The big names in technology are increasingly relying on their smaller and more highly specialised counterparts as part of their go-to-market channel strategy. Here, Mat Clothier, CEO, CTO and Founder at Cloudhouselooks at the importance of big technology vendors partnering with smaller, more niche providers to be able to deliver their services to all their channel customers.
As customers need diversify in the quest for digital transformation, vendors need to keep innovating in order to stay competitive to channel partners who advise and influence customers on their IT spending decisions. In turn, systems integrators and cloud service providers need to stay up to date with the technology partnerships that affect their market in order to best solve customer pain points.
Often the road to digital transformation involves migrating the old to the new. This means that sometimes there is a gap between the technologies that the big vendors launch and their accessibility to the organisations who want and need to use them. Take Microsoft’s MSIX as one example. It’s an important installer format for packaging applications that does wonders for developers but leaves IT pros to continue to struggle with the install, uninstall, customisation and cross platform challenges for their existing application portfolio.
It is important for businesses that provide services through the channel to understand these partnerships so that, if a customer has a compatibility problem with a solution from the bigger name technology suppliers, the service provider can approach the software supplier rather than the big-name vendor.
Smaller software providers tend to be much more niche – they do one thing rather than everything, and they do it well. This is an important trait to complement the all-encompassing nature of the bigger technology vendors, who do not have the same amount of time or focus to give to particular services or areas of business in the same way a specialised software vendor can. Often, a bigger name technology vendor will release a new product or service but require a more dedicated or focused software vendor in that area to deliver its services across its entire market, rather than to a select few.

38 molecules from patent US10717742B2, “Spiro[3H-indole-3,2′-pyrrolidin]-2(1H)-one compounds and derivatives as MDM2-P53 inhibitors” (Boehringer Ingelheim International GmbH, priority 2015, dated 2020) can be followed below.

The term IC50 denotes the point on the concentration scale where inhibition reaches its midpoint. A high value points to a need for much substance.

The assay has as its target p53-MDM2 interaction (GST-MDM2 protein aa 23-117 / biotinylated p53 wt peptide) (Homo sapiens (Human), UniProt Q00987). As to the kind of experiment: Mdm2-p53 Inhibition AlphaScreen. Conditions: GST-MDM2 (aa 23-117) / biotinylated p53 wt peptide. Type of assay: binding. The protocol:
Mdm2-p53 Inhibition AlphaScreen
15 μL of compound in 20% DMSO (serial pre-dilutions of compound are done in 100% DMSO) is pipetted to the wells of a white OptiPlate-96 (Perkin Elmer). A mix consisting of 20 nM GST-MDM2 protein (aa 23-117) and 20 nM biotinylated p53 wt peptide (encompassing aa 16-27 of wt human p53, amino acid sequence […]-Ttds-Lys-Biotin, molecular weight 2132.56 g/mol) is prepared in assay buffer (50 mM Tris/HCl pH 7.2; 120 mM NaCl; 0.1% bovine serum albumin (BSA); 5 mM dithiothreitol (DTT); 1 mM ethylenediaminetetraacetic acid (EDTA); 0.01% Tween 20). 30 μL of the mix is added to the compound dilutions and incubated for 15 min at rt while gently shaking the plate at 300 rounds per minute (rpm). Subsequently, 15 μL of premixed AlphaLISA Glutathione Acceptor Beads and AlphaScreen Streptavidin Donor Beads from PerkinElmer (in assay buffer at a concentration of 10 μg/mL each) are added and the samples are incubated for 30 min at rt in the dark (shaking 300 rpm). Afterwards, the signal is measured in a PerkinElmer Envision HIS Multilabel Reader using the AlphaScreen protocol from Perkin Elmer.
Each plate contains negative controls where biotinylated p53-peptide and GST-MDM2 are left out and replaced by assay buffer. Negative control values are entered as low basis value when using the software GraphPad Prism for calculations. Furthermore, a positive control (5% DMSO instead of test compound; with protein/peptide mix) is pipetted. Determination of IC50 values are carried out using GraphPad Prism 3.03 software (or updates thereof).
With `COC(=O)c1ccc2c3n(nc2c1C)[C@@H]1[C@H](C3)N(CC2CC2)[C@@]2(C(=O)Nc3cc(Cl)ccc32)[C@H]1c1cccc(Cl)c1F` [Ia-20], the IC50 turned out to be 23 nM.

Smaller software vendors are always innovating. It’s how they build a strong presence. Their size actually acts as an advantage as it lends itself to more fast and frequent releases and, with less risk to think about, they have the ability to play around with new ventures. Not only that, but huge technology partnerships can make up a giant proportion of business, so often their strategy for innovation is driven by the trends and customer demands as seen by the larger technology partner.
Naturally, and perhaps most importantly, smaller companies can offer a more hands-on, personal experience than their bigger name counterparts. This means that service providers in the channel and the big technology suppliers can both gain greater access to both C-level and technically-driven team members.
Ultimately, partnerships of this kind have always been around, but they are now more important than ever based on how quickly the IT world is developing. As the market becomes more competitive, big vendors like Microsoft need to adapt in order to stay relevant, but these adaptions must also offer room for customers to keep pace with the changes they are spearheading. Most importantly, service providers in the channel such as systems integrators should educate themselves as much as possible on the partnerships that do exist. After all, being on top of the latest important technology developments - and advising customers based on that knowledge - is that which differentiates the great from the good.